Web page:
Dominant currencies: How firms choose currency invoicing and why it matters

Working Paper N° 353

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Large movements in exchange rates have small effects on the prices of internationally traded goods. Using a new dataset on currency invoicing of Belgian firms, we study how the currency of invoicing interacts with firm characteristics in shaping the extent of exchange rate pass-through at different time horizons. The US dollar and the Euro are the dominant currencies in both Belgium’s exports and imports, with substantial variation in currency choice across firms and products even within narrowly defined manufacturing industries. We find that smaller, nonimport-intensive firms tend to denominate their exports in euros (producer currency pricing) and exhibit nearly complete exchange-rate pass-through into destination currency prices at all horizons. In contrast, the largest most import-intensive firms, and in particular with imports denominated in US dollars, tend to also denominate their exports in US dollars (dominant currency pricing) and exhibit very low pass-through in the short run, which gradually increases to 40–50% pass-through at the annual horizon.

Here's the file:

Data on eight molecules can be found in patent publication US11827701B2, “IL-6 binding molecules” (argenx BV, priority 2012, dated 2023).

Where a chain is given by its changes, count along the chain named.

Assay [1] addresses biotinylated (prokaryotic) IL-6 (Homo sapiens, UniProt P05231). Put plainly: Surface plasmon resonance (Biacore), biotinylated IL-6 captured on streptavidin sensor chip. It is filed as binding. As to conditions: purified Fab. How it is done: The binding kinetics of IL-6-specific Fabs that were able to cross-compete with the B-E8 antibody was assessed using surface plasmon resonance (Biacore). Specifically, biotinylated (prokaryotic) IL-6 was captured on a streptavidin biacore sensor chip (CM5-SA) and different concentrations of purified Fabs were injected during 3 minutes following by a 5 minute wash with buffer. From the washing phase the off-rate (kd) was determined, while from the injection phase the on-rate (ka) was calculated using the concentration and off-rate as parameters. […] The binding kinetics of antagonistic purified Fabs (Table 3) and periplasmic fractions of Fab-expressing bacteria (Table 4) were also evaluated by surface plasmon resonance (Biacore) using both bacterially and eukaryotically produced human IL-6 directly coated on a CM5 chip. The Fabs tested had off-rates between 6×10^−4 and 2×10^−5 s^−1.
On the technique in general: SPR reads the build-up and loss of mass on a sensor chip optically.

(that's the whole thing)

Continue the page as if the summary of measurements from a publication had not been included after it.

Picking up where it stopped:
We show that these empirical patterns are in line with the predictions of a theoretical framework featuring heterogeneous firms with variable markups, endogenous international input sourcing and staggered price setting with endogenous currency choice. We plan to use a variant of a such model, disciplined with the Belgian firm-level data, for counterfactual analysis of the gradual increase in the use of the euro in international trade flows.